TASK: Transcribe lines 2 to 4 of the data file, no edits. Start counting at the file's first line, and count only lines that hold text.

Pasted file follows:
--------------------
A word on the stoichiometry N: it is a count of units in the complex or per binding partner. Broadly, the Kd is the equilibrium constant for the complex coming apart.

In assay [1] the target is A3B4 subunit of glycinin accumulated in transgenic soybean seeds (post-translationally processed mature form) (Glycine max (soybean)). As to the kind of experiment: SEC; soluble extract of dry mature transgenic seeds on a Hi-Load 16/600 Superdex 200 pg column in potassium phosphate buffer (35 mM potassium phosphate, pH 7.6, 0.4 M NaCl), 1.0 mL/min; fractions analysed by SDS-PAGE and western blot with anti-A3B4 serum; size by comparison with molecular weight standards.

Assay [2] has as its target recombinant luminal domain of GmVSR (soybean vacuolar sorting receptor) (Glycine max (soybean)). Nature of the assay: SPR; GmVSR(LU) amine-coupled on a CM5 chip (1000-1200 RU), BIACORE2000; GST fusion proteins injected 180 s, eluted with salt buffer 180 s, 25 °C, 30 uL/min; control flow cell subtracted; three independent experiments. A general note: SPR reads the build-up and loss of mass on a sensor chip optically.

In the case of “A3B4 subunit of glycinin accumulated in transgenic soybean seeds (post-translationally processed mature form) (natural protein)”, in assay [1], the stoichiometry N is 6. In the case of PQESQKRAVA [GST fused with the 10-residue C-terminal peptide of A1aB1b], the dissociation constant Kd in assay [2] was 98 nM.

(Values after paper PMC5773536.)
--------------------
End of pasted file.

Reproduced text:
In assay [1] the target is A3B4 subunit of glycinin accumulated in transgenic soybean seeds (post-translationally processed mature form) (Glycine max (soybean)). As to the kind of experiment: SEC; soluble extract of dry mature transgenic seeds on a Hi-Load 16/600 Superdex 200 pg column in potassium phosphate buffer (35 mM potassium phosphate, pH 7.6, 0.4 M NaCl), 1.0 mL/min; fractions analysed by SDS-PAGE and western blot with anti-A3B4 serum; size by comparison with molecular weight standards.

Assay [2] has as its target recombinant luminal domain of GmVSR (soybean vacuolar sorting receptor) (Glycine max (soybean)). Nature of the assay: SPR; GmVSR(LU) amine-coupled on a CM5 chip (1000-1200 RU), BIACORE2000; GST fusion proteins injected 180 s, eluted with salt buffer 180 s, 25 °C, 30 uL/min; control flow cell subtracted; three independent experiments. A general note: SPR reads the build-up and loss of mass on a sensor chip optically.

In the case of “A3B4 subunit of glycinin accumulated in transgenic soybean seeds (post-translationally processed mature form) (natural protein)”, in assay [1], the stoichiometry N is 6. In the case of PQESQKRAVA [GST fused with the 10-residue C-terminal peptide of A1aB1b], the dissociation constant Kd in assay [2] was 98 nM.